That is the reason that I have abandoned the republican cause completely. I voted for it 1999. Even then, I recognised that a popularly elected president would completely undermine the Federation compact and necessitate the complete overhaul of the Constitution. Even then I recognised the impossibility of conferring such popular legitimacy on a single person who would wield executive power without sitting in the legislature. It is simply not possible to accommodate this within the Foundational compact. In the intervening years, I have become more conservative. That instinctively leads me to demand that change be incremental, rigorously justified and not cause more harm than good to our liberties and the institutions that guarantee them. The republic fails to meet any of these criteria.

Firstly, since 1999, the Left has become increasingly illiberal, intolerant and toxic. It is impossible to trust any of their grand schemes for human improvement, which are mainly deformed offspring of the ultimate fantasy about human salvation — Marxism. Paradoxically, a critique of capitalism which aspired to the withering away of the state in the wake of the dictatorship of the proletariat, now scoffs at the prosaic aspirations of workers. The one enduring remnant is contempt for people of faith. Religion is the opiate of the people comrade, remember? Sadly, for the illegitimate offspring of Marx faith in God is stronger among immigrant communities. Just look at the rejection of same-sex marriage in safe Labor electorates with substantial Muslim and Eastern Orthodox populations. Yet we are constantly told that the Crown is irrelevant to multi-cultural Australia. The most strident atheists are tainted by their white privilege. That is a global phenomenon. I relish the prospect of Pirate Pete taking his campaign for his Dinky Di, Digger, Cobber Republic to western Sydney as soon as mass gatherings are permitted.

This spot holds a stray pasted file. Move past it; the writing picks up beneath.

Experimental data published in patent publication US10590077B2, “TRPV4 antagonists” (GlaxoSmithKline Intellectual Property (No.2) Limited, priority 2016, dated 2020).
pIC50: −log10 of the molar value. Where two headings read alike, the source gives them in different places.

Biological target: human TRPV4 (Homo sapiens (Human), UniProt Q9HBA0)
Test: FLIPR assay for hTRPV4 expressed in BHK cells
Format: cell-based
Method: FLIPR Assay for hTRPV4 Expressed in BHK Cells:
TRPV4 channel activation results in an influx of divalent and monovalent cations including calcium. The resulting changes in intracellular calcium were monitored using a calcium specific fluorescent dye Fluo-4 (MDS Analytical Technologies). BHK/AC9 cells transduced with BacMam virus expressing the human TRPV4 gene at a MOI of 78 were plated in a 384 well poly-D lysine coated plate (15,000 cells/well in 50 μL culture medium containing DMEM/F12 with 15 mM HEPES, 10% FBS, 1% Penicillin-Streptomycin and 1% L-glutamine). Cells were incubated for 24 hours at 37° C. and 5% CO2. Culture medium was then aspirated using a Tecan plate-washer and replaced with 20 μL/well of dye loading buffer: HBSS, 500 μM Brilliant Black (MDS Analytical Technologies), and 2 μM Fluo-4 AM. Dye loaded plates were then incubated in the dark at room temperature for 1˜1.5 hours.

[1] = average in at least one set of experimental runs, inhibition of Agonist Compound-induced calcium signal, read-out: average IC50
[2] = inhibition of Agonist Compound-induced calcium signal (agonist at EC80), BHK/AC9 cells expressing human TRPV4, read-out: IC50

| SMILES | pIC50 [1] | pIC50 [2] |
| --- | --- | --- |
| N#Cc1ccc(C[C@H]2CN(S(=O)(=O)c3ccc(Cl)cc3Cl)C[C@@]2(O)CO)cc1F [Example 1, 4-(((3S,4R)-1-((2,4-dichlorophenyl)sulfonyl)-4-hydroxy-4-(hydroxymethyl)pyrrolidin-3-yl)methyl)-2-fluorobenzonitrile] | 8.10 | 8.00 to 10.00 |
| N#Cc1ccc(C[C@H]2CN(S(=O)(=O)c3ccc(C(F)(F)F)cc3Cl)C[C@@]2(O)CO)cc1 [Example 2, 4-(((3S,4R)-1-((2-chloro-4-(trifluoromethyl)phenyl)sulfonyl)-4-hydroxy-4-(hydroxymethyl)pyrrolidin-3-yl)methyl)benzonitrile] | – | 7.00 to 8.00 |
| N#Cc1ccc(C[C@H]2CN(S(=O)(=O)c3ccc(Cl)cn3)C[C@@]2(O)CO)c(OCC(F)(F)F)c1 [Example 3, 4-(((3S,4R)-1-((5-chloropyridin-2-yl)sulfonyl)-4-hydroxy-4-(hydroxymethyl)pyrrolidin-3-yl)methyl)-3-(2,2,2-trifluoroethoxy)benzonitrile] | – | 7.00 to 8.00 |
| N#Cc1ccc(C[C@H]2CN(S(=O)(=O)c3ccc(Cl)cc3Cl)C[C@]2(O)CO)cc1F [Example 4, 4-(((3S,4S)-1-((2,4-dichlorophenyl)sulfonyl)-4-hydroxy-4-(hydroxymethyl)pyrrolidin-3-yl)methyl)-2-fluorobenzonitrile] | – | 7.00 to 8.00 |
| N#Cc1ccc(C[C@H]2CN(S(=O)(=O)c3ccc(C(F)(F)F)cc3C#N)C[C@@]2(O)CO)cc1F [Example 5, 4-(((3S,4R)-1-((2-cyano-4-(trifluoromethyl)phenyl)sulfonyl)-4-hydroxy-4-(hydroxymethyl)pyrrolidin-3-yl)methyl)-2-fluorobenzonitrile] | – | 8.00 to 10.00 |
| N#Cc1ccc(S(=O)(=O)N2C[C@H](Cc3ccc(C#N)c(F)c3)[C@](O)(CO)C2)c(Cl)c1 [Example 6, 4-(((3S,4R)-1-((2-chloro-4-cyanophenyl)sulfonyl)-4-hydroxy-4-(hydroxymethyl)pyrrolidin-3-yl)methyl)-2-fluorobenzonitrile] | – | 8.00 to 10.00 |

It is disappointing to see eminent professors of law like George Williams disputing whether the Reserve Powers even exist, when the most sober advocates of a minimalist republic accepted their existence in 1999, even to the point of entertaining their codification. Moreover, since 1999, the High Court in significant cases, especially Pape v. Commissioner of Taxation have held that in addition to the formal text and structure of the Constitution the Australian Commonwealth also inherited the Royal Prerogative into our polity. While not finding it necessary to define its precise scope in deciding either Pape or the earlier case of Davis v. Commonwealth, the Court left no doubt that the Royal Prerogative had been received into the colonies and the commonwealth at Federation.

As an unemployed paralegal, I defer to Professor Williams, but I look forward with scarcely contained excitement to the eighth edition of his textbook on constitutional law for him to dismantle the leading judgement of Chief Justice French in Pape and the beatified icon of Labor lawyers Justice Mary Gaudron in Davis.

Yes, Virginia, there is a governor-general who possesses reserve powers. Most Australians are more concerned about despots in Beijing than Buckingham Palace. It’s not time for a republic. I doubt it ever need be.